Sunday, February 6, 2011

Autism & Puberty

Written by Rita Gendelman

Even though I have been working with children on the Autism spectrum for the past nine years, for the most part these children were very young thus I never really had a chance to encounter those children who have reached the age of puberty. Alas, this year, Sol a boy whom I have been working with for the past three years, and has a diagnosis of Asperger's, hit that mark of puberty in his physical development.
Prior to this experience, I have had many conversations with parents who are horrified at the idea that their typical child will one day want to explore their own sexuality. Imagine, the parents of a child who is on the spectrum? I think as a society, especially American society, we are utterly confused about our own sexuality and the lack of education that exists on the subject is not helping this matter. As a therapist I also have lack of education on how to address the needs of a child who is in the midst of his raging hormones. Given that I am working with Sol every week I decided to take this opportunity and explore how to be most useful in supporting Sol’s boundless sexual self-expression, yet allow him to make his own decision knowing all the consequences of his actions.

During my sessions Sol frequently gets up and attempts to kiss me on my lips. One of the ways in which I respond to him is by saying - “Buddy, save your kisses for your girlfriend. I, as your good friend, can offer you some squeezes on your hands and feet, or a good deep hug.” Knowing that Sol has a girl he really likes in school I explain to him how to best approach a girl, which would increase his chances of having a kiss. I have spoken to him about the idea of checking in with the girl and asking if she wants to be kissed by him, before attacking her with kisses. This lead us to many more discussion among which were topics such as:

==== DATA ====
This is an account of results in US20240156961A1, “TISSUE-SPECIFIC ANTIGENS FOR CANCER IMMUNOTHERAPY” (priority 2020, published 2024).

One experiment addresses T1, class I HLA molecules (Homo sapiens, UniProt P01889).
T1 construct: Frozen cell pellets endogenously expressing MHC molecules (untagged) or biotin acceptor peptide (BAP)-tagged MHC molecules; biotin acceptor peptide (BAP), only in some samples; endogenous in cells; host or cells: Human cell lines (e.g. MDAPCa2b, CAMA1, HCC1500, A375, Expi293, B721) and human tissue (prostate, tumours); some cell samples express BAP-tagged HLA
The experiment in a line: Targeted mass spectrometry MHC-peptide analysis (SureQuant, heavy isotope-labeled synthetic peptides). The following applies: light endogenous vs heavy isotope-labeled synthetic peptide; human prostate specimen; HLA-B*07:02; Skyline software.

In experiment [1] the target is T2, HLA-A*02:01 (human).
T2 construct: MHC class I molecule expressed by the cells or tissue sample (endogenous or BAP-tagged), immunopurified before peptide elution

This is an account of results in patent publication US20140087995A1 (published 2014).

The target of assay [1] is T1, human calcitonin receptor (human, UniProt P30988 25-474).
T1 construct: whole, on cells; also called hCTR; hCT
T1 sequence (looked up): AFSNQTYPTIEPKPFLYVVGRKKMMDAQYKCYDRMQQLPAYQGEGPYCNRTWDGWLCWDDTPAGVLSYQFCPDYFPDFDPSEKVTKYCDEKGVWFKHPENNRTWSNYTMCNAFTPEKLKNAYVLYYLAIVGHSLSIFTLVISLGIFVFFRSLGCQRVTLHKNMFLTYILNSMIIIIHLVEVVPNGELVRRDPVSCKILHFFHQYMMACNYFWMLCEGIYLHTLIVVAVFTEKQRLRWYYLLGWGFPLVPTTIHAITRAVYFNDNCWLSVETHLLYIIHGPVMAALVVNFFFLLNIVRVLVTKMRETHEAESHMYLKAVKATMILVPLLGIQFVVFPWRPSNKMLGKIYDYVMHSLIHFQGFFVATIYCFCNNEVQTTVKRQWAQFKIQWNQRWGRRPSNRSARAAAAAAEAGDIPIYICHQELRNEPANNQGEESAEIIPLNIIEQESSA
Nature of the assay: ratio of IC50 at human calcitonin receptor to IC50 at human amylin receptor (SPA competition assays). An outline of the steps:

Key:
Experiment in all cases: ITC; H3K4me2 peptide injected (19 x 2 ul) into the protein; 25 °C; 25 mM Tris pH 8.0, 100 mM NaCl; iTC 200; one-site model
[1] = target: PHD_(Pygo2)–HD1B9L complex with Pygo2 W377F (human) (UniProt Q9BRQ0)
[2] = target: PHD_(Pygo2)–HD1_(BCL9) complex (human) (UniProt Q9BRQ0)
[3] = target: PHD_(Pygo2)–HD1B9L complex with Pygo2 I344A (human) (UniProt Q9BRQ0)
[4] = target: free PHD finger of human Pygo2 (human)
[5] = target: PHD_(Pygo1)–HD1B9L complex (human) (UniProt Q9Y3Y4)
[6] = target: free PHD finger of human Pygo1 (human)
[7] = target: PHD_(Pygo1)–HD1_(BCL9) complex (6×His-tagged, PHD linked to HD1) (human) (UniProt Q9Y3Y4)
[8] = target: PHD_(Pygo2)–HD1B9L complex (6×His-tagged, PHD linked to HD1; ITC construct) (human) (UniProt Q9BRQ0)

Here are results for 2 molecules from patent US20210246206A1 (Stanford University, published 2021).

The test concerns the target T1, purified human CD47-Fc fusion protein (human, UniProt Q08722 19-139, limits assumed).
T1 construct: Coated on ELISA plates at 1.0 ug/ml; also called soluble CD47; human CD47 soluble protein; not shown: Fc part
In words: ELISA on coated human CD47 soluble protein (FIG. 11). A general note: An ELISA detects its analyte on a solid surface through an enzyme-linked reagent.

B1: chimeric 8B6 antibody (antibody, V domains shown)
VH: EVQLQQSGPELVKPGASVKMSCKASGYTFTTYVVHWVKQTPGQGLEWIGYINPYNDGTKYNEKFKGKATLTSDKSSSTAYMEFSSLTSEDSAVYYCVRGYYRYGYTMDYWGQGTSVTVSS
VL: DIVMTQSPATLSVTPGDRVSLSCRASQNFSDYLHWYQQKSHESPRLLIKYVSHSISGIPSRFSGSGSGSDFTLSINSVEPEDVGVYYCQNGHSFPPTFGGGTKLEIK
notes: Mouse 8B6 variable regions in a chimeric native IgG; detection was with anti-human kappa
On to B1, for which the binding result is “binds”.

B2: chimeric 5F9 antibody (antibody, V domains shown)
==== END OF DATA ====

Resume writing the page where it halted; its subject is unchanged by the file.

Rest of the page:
• Personal space
  • Communication
  • Patience
  • The physical differences between men and women
  • Sex
  • Pregnancy

Sol has been very receptive to my input regarding the delicate matter of relating to girls. The format in which I help Sol understand these different concepts is by discussions, role-playing and board games, which we both create. It’s a lot of fun!

Once we both came up with this really awesome game called “A talk show: Featuring male and female relationships.” Sol was the host and he came up with the questions. I was helping him with the interview process as his friends from the Lord of the Rings were calling to ask a question. I loved seeing the type of questions Sol told his friends to ask. He is so intelligent! Here are some of the questions he came up with, independently. I helped with the answers, however he wanted to put it in his own words.

Q: How does a boy show his affection to a girl he likes?

A: By asking her questions about her life.

Q: When does a boy break up with a girl?

A: By realizing he is not interested in spending time with her anymore.

Q: How does a man know which woman to marry?

A: The woman he enjoys spending time with the most.

I have learned so much in the last year working with Sol, regarding the different nuances of addressing the needs of a child with Autism who is going through puberty. I have also come to realize that in order to truly help Sol to successful master his own sexuality in an empowering manner there has to be a very solid foundation where everyone around Sol responds to him in a very consistent, accepting manner. However at this point, from the many conversations I had with his dad, I am very aware of the discomfort with which most of the adults in his family and school respond to Sol’s behavior.

I realize that sexuality is a huge subject and before teaching a child about their own sexuality you have to first and foremost be comfortable with your own. Working with Sol has encouraged me to look at my relationship with sexuality. And I have decided that I have a good one. However, my next step is to be able to bring my own knowledge into the homes of these beautiful children and help primarily their parents to deepen their own understanding of them selves as sexual being and impart that knowledge to their children.

1 comment:

  1. I loved this blog - there are so much to think about in our communication on sex and communication. - I would love to read more.



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